(Voices of Iraq) - The Iraqi parliament urged Syria on Tuesday to cancel its decision to impose a visa requirement on Iraqis seeking entering Syria, while Prime Minister Nouri al-Maliki sent a senior official to Damascus to discuss this question.
"The parliament called on Syria during its first session of the second legislative term the Syrian government to cancel the visa requirement to be imposed on Iraqi nationals as of September 10," Member of the parliament Abdul Khaleq Zangana, the head of the displaced committee, told the independent news agency Voices of Iraq (VOI).
"The Iraqi government is obliged to find a solution for the current crises facing the Iraqi refugees abroad," he also said, calling on the government and the U.N. Higher Commissioner for Refugees to take a quick action to solve the problem. The Syrian government decided last Thursday to impose a visa requirement on Iraqis seeking entering Syria as of September 10.
"The Syrian Foreign Minister Waleed al-Moualim informed his Iraqi counterpart Hoshyar Zibari by telephone that his country decided to impose a visa requirement as of September 10, 2007, on Iraqi nationals seeking entry to Syria for economic, commercial and scientific purposes, and asked for the Iraqi government cooperation in this respect," the Iraqi Foreign Ministry said last Thursday.
The move is seen as an attempt by Syria, home to as many as 1.5 million Iraqi refugees, to reduce the flow of more than 30,000 Iraqi refugees every month. The MP said that the parliament sent a number of lawmakers to talk with the Syrian government in an attempt to cancel the decision, urging the Iraqi government to adopt measures to help Iraqi refugees in Syria and Jordan. Meanwhile, the spokesman for the Iraqi government Ali al-Dabagh told VOI "Prime Minister Nouri al-Maliki sent a senior envoy to Syria to avoid the negative repercussions of that decision on the Iraqi refugees."
Syria is one of the easiest countries for Iraqis to visit because they can stay up to six months then simply leave any border crossing and re-enter the country the same day to have a new six months' stay permit. It was unclear how the rules would affect Iraqis who try to enter Syria simply to take refuge.
Syria and Jordan host the largest number of the more than 2 million displaced Iraqis and both governments complain of the increasing burdens on their health and education infrastructures. Jordan has made it more difficult to Iraqis to enter in the past to help reduce the flow. During a visit to Syria last month, al-Maliki pledged to help Syria on the increasing flow of refugees from Iraq, most of them are living in the capital, Damascus, and the suburbs. Diplomatic relations were restored between Iraq and Syria in 2006.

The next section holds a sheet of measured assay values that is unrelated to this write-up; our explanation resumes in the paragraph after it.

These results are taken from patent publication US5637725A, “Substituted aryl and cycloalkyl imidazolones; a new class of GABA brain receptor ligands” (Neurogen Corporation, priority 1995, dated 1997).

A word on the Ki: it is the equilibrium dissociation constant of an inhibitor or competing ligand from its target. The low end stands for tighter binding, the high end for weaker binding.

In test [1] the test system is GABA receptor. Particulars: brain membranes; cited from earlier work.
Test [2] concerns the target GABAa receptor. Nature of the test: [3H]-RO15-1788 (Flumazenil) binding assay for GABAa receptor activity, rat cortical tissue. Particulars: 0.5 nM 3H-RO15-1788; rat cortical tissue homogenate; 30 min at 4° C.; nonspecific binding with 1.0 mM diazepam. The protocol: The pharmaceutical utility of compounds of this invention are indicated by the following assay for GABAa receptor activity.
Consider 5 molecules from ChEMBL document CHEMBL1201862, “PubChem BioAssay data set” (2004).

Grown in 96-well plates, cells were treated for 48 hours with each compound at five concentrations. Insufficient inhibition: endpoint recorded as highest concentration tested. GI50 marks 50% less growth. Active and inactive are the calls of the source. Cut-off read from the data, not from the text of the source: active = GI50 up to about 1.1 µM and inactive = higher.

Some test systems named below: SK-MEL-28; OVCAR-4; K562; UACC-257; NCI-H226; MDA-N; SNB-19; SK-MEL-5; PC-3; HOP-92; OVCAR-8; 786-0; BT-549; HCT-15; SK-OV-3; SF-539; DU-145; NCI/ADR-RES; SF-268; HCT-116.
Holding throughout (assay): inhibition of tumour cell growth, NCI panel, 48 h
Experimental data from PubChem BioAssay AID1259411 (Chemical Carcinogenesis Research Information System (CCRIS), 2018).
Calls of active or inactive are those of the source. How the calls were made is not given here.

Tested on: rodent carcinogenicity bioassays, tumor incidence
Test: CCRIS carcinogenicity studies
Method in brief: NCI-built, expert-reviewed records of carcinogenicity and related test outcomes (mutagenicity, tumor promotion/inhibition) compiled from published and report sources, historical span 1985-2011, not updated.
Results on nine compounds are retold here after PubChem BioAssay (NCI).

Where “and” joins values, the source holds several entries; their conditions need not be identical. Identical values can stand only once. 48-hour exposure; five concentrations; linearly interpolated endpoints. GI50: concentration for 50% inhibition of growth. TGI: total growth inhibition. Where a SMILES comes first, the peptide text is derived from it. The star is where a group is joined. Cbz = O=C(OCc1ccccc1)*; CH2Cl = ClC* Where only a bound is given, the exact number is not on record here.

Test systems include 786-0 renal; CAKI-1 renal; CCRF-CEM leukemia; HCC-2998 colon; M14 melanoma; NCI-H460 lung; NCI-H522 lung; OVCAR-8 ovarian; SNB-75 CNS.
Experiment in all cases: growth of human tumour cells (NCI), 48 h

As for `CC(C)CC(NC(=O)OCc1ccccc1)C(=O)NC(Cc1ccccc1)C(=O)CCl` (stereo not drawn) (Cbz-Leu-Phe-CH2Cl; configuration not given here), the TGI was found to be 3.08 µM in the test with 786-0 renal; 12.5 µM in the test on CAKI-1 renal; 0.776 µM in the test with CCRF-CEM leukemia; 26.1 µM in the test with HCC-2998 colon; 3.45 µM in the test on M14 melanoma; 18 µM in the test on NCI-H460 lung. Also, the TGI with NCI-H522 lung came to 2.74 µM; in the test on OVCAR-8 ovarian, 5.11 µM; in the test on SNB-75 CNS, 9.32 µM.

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Iraqi Supreme Court denies accusation against Iranian opposition group

(Voices of Iraq) - The spokesman for the Iraqi Supreme Court denied on Tuesday any official accusation against the Iranian opposition organization of Mujahideen-e-Khalq (MKO). "The Iraqi Supreme Court headed by Aaref al-Shahen appointed me as an official spokesman for the court," Judge Mounir Haddad told the independent news agency Voices of Iraq (VOI). "The repeated unofficial statements started embarrassing the court," he also said.
The chief prosecution in the Supreme Criminal Court Jaafar al-Mousawi said last month that the organization would face charges on killing and repressing Iraqi Shiite Muslims during the uprising that erupted in southern Iraq following the second Gulf war in 1991. Regarding al-Mousawi's statements, Haddad said that "I asked the chief prosecutor and we discussed the case. It is just a lawsuit moved by al-Mousawi against the Iranian organization and he has not taken any action so far."
"This means that there is nothing against the organization and there is no official accusation issued against it so far," the spokesman affirmed. Iraqi government spokesman Ali al-Dabagh said last February that the government would expel members of the (MKO) because of reports on coordination between the MKO and gunmen in Baghdad and Diala.
The Iranian opposition organization of Mujahideen-e-Khalq has been based in Camp Ashraf in Diala province, 57 km northeast of Baghdad, since 1980s during the eight-year-long Iran-Iraq war. Many political parties in the Iraqi government have been striving to drive the organization out of the Iraqi territories claiming that the Mujahideen-e-Khalq fighters took part in suppressing the Shiite uprising that broke out in southern Iraq after the second Gulf War in 1991 against the former regime.
COMMENT: The MEK is the primary opposition to the current Iranian government and acts as the focal point of the National Council of Resistance of Iran (NCRI), a coalition of Iranian opposition groups which claims to be the transitional parliament-in-exile with 570 members. The NCRI was headquartered in Iraq, with representative offices in other countries including a presence in Washington where it has previously received support from the US Congress. After the 9/11 attacks however, the US government actively courted cooperation from the government of Iran and further sidelined any unofficial support for the MEK.
The MEK philosophy mixes Marxism and Islam. Formed in the 1960s, the organization was expelled from Iran after the Islamic Revolution in 1979, and its primary support came from the former Iraqi regime of Saddam Hussein since the late 1980s. The MEK’s history is filled with anti-Western attacks as well as terrorist attacks on the interests of the clerical regime in Iran and abroad. The MEK now advocates the overthrow of the Iranian regime and its replacement with the group’s own leadership. First designated in October 1997.